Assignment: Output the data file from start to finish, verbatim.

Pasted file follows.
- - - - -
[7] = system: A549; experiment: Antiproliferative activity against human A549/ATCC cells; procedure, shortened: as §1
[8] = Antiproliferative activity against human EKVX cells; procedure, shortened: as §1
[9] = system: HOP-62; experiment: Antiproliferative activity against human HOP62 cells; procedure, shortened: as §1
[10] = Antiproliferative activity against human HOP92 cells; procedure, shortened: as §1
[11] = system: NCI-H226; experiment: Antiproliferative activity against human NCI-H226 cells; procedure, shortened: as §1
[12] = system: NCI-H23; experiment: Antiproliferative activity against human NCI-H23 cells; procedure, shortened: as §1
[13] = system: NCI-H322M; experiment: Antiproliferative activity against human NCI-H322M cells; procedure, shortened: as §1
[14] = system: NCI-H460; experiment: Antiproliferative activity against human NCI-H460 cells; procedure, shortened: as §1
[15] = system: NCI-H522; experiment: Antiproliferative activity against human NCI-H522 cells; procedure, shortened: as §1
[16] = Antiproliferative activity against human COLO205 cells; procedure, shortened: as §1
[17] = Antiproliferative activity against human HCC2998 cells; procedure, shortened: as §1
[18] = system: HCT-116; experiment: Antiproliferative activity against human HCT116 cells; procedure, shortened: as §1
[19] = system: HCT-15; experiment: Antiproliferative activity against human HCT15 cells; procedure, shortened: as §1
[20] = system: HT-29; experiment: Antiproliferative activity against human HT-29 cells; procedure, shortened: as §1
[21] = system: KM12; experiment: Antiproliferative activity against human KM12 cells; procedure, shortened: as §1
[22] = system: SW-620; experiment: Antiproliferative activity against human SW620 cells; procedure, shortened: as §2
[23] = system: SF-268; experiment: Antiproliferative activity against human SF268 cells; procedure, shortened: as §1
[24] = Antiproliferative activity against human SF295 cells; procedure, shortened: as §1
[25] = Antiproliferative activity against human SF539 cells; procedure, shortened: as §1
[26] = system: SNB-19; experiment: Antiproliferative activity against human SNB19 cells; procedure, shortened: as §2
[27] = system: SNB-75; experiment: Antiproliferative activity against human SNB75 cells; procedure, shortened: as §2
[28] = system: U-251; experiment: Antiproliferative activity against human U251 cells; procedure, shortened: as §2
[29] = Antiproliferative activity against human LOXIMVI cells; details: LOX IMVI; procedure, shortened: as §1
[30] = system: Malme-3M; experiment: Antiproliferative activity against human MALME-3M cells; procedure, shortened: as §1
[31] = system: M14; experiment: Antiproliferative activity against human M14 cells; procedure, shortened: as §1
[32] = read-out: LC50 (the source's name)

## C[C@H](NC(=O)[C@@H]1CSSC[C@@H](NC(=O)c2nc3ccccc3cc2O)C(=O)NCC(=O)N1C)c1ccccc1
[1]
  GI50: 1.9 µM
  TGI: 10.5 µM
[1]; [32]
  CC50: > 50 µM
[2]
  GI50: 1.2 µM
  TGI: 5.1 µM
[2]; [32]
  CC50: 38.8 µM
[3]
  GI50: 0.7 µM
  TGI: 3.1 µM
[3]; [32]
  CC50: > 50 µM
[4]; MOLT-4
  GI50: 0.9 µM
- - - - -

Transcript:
[7] = system: A549; experiment: Antiproliferative activity against human A549/ATCC cells; procedure, shortened: as §1
[8] = Antiproliferative activity against human EKVX cells; procedure, shortened: as §1
[9] = system: HOP-62; experiment: Antiproliferative activity against human HOP62 cells; procedure, shortened: as §1
[10] = Antiproliferative activity against human HOP92 cells; procedure, shortened: as §1
[11] = system: NCI-H226; experiment: Antiproliferative activity against human NCI-H226 cells; procedure, shortened: as §1
[12] = system: NCI-H23; experiment: Antiproliferative activity against human NCI-H23 cells; procedure, shortened: as §1
[13] = system: NCI-H322M; experiment: Antiproliferative activity against human NCI-H322M cells; procedure, shortened: as §1
[14] = system: NCI-H460; experiment: Antiproliferative activity against human NCI-H460 cells; procedure, shortened: as §1
[15] = system: NCI-H522; experiment: Antiproliferative activity against human NCI-H522 cells; procedure, shortened: as §1
[16] = Antiproliferative activity against human COLO205 cells; procedure, shortened: as §1
[17] = Antiproliferative activity against human HCC2998 cells; procedure, shortened: as §1
[18] = system: HCT-116; experiment: Antiproliferative activity against human HCT116 cells; procedure, shortened: as §1
[19] = system: HCT-15; experiment: Antiproliferative activity against human HCT15 cells; procedure, shortened: as §1
[20] = system: HT-29; experiment: Antiproliferative activity against human HT-29 cells; procedure, shortened: as §1
[21] = system: KM12; experiment: Antiproliferative activity against human KM12 cells; procedure, shortened: as §1
[22] = system: SW-620; experiment: Antiproliferative activity against human SW620 cells; procedure, shortened: as §2
[23] = system: SF-268; experiment: Antiproliferative activity against human SF268 cells; procedure, shortened: as §1
[24] = Antiproliferative activity against human SF295 cells; procedure, shortened: as §1
[25] = Antiproliferative activity against human SF539 cells; procedure, shortened: as §1
[26] = system: SNB-19; experiment: Antiproliferative activity against human SNB19 cells; procedure, shortened: as §2
[27] = system: SNB-75; experiment: Antiproliferative activity against human SNB75 cells; procedure, shortened: as §2
[28] = system: U-251; experiment: Antiproliferative activity against human U251 cells; procedure, shortened: as §2
[29] = Antiproliferative activity against human LOXIMVI cells; details: LOX IMVI; procedure, shortened: as §1
[30] = system: Malme-3M; experiment: Antiproliferative activity against human MALME-3M cells; procedure, shortened: as §1
[31] = system: M14; experiment: Antiproliferative activity against human M14 cells; procedure, shortened: as §1
[32] = read-out: LC50 (the source's name)

## C[C@H](NC(=O)[C@@H]1CSSC[C@@H](NC(=O)c2nc3ccccc3cc2O)C(=O)NCC(=O)N1C)c1ccccc1
[1]
  GI50: 1.9 µM
  TGI: 10.5 µM
[1]; [32]
  CC50: > 50 µM
[2]
  GI50: 1.2 µM
  TGI: 5.1 µM
[2]; [32]
  CC50: 38.8 µM
[3]
  GI50: 0.7 µM
  TGI: 3.1 µM
[3]; [32]
  CC50: > 50 µM
[4]; MOLT-4
  GI50: 0.9 µM